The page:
Lack Of Identity
From the pages of the Jewish News for
this week 10, 20, 30, 40, 50 and 60
Study says most children of intermarriage enter college without a Jewish connection.
Jewish Telegraphic Agency
New York City
he majority of Jewish col-
lege freshmen whose parents
are intermarried do not
consider themselves Jews.
This is one of the more dramatic find-
ings of a new study that examines reli-
gious, political and social trends of teens
transitioning from high school to college.
Among the other findings of the
study, "America's Jewish Freshmen,"
believed to be the largest survey ever
undertaken of young Jews in America
• The children of divorced intermar-
ried couples whose mother is Jewish
largely consider themselves to be Jews.
• Jewish college freshmen attend
fewer religious services and feel less
spiritual than their non-Jewish peers.
• Jewish students are more political-
ly liberal and sexually permissive than
their non-Jewish peers.
The study was conducted by
Professor Linda Sax at UCLA's Higher
Education Research Institute for Hillel:
The Foundation for Jewish Campus
Life and funded with a $60,000 grant
from North Carolina philanthropists
Leonard and Tobee Kaplan.
Since 1971, The UCLA-Hillel project
has been tracking trends among
235,000 Jewish freshmen from more
than 5 million of their non-Jewish class-
mates at 1,200 colleges and universities.
In 1999, the study split respondents
into three main groups, including non-
Jews, Jews and those with no religious
preference but at least one Jewish par-
ent. Of that latter group, 79 percent
were the children of intermarriage.
Among the study's most dramatic
findings were those involving religious
identity and activity.
Of students with two Jewish par-
ents, 93 percent identified themselves
as Jews. But 38 percent of the teens
identified as Jews if only their mother
was Jewish and 15 percent if only
their father was Jewish.
Jewish identification strengthened
among young people, however, if their
mother was Jewish but divorced from a
non-Jewish father. Of students from
intermarriages whose mother was
Jewish, 37 percent called themselves
Jews, while 41 percent of those with
Jewish mothers who had divorced from
non Jews considered themselves Jews.
"If you want to know in what inter- •
married families students will identify as
Jewish, it's most likely to be when the
mother is Jewish and the parents are
divorced," said Sax, the study's author.
Rubin, Hillel's executive vice president.
Yet the study's findings showing a dis-
tinct lack of Jewish experience among
young Jews means Hillel may find it
challenging to drag them into the tent.
In addition to religious identity and
involvement, the study queried
incoming freshmen about family back-
ground, high school achievement and
activities, personal values and self-
image, education, career plans and
social and political attitudes.
The Religious Factor
Jews More Liberal
The biggest gap between those labeling
themselves as Jews and those who did
not list any religious preference in the
study's survey centered on the extent
and nature of their religious lives.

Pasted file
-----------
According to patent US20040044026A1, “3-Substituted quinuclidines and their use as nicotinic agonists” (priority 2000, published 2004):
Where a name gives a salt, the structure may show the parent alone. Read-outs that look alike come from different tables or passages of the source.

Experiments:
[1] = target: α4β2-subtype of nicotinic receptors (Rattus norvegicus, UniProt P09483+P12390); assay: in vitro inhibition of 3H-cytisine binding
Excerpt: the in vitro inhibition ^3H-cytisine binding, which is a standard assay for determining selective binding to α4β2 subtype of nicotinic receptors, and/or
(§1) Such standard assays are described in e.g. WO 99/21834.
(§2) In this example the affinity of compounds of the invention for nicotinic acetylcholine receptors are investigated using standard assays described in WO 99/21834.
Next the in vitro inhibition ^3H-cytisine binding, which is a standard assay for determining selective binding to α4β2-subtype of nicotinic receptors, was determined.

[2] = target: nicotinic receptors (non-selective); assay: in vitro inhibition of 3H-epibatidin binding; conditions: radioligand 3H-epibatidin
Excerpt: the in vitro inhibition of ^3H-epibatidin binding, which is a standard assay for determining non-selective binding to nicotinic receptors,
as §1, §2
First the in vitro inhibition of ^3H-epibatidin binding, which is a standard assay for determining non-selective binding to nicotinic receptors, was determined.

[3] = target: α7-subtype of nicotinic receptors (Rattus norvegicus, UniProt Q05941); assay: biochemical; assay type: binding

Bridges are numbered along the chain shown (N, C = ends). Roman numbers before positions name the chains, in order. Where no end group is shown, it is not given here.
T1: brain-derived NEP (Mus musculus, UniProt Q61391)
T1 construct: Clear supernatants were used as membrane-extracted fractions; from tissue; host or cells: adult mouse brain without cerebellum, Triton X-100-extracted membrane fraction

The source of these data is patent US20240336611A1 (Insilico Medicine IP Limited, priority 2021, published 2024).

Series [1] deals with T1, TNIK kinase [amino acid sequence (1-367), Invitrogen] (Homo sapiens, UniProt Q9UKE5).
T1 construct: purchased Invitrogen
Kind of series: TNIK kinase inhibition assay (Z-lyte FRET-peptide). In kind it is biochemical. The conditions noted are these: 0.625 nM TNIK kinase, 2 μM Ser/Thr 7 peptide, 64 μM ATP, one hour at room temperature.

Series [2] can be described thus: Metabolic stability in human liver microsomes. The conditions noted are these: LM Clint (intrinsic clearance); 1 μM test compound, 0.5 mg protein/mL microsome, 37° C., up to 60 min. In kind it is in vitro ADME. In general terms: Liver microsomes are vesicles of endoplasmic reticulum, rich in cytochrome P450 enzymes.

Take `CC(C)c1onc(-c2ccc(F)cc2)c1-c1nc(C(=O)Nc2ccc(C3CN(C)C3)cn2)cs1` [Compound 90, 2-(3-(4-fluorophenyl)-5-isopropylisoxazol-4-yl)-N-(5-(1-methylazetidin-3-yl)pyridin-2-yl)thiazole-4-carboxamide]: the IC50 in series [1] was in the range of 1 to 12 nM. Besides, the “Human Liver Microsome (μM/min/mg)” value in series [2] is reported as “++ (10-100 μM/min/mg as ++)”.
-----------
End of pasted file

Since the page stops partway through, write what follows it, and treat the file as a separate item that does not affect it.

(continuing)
Among the key findings:
• Seventy percent of freshmen who
identify as Jewish said they attended
religious services occasionally, 13 per-
cent said they frequently attended reli-
gious services and 17 percent said they
• Of those who claim no religious
preference but have at least one Jewish
parent, 62 percent said they never
attended religious services; 37 percent
said they did occasionally and 1.5 per-
cent said they did so frequently.
• Non-Jews said they were far more
religiously active. In the non-Jewish
group, 47 percent frequently attended
religious services, 37 percent occasion-
ally did and Only 16 percent never did.
• Among students who identified as
Jews, 57.5 percent said they never prayed -
or meditated and 27 percent said they
spent less than one hour per week pray-
ing or meditating. Of those who did not
align themselves with any religion, but
who had at least one Jewish parent, 79
percent said they never prayed or medi-
tated, and 13 percent said they spent less
than one hour per week doing so.
For Hillel, the study reaffirms its stat-
ed goal of "maximizing the number of
Jews doing Jewish with other Jews."
Hillel's 110 campus "foundations" are
designed to be "big tents" offering activ-
ities with many Jewish themes meant to
attract a plurality of Jews, said Jay
On the political and social attitudes,
the study found:
• Jewish students remain more liberal
overall than their non-Jewish counterparts.
Slightly more than half of Jewish students
called themselves "far-left" or "liberal,"
compared with 25 percent of non Jews:
Forty percent of Jews called them-
selves "middle of the road," while 9.5
percent considered themselves "conser-
vative" or "far-right."
• Forty-four percent of Jewish stu-
dents said it was "essential" or "very
important" to keep up with political
affairs, compared with 28 percent of
• Jewish and non-Jewish students
today feel that being wealthy is more
important than "developing a meaning-
ful philosophy of life." Seventy-three
percent of Jewish students said being
financially well-off was their top goal.
• Jewish students were more support-
ive of individual rights than non-Jewish
students. Eighty-nine percent of Jews
felt abortion should be legal, compared
with 52 percent of non-Jews; 82 per-
cent of Jews supported same-sex mar-
-riages, compared with 53 percent of
non-Jews; 49 percent of Jews backed
marijuana legalization, compared with
32 percent of non-Jews.
'Sixty percent of Jews approved of
couples having premarital sex if "they
really like each other" even if they
have dated a short time, compared
with 38 percent of non-Jews who
agreed with that notion. ❑
Related editorial: page 27
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Sharon Alterman will chair the
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— Compiled by Holly Teasdle,
archivist, the Leo M. Franklin
Archives, Temple Beth El